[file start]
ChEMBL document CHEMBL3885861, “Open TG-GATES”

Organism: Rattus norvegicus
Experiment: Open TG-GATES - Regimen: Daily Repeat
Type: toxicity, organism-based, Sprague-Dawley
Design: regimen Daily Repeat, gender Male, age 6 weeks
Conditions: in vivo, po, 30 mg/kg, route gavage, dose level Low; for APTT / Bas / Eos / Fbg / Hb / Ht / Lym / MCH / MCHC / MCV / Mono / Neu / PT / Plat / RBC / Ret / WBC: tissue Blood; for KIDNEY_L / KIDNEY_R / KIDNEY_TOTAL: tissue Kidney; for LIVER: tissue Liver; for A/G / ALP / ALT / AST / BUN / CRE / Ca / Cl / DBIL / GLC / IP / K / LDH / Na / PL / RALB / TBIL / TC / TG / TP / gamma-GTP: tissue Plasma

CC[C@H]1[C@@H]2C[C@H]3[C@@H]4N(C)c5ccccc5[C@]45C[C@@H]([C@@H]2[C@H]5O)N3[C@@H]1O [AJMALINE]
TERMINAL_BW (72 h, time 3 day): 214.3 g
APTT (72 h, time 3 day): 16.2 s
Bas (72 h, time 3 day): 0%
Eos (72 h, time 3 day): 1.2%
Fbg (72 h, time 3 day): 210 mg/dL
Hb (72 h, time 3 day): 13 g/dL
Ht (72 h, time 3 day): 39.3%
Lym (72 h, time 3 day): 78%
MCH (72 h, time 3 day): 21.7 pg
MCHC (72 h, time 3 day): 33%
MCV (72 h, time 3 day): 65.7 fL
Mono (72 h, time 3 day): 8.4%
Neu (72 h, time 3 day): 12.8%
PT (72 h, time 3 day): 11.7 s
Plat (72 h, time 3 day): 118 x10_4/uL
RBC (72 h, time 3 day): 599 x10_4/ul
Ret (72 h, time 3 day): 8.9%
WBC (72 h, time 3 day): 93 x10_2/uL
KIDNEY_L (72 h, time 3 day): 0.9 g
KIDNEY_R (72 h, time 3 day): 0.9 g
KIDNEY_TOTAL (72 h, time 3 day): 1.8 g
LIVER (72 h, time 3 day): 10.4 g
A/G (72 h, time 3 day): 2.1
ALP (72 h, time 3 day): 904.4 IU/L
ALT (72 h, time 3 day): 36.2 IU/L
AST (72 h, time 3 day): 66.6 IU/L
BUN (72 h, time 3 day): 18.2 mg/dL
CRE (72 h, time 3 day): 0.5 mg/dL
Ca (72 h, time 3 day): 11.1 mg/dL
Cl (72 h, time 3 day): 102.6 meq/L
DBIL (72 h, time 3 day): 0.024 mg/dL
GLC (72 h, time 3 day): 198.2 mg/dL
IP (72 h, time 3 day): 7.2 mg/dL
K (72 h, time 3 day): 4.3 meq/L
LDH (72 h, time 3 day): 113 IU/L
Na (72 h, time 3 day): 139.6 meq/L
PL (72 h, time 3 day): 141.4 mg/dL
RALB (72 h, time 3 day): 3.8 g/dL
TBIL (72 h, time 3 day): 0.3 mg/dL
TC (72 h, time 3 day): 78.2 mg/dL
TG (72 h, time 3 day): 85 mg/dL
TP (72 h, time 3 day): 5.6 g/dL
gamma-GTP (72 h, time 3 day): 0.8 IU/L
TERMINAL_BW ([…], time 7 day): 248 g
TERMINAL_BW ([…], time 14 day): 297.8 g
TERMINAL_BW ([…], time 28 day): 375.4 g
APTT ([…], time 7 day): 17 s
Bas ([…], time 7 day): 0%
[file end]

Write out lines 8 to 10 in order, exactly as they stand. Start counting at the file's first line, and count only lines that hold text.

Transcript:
TERMINAL_BW (72 h, time 3 day): 214.3 g
APTT (72 h, time 3 day): 16.2 s
Bas (72 h, time 3 day): 0%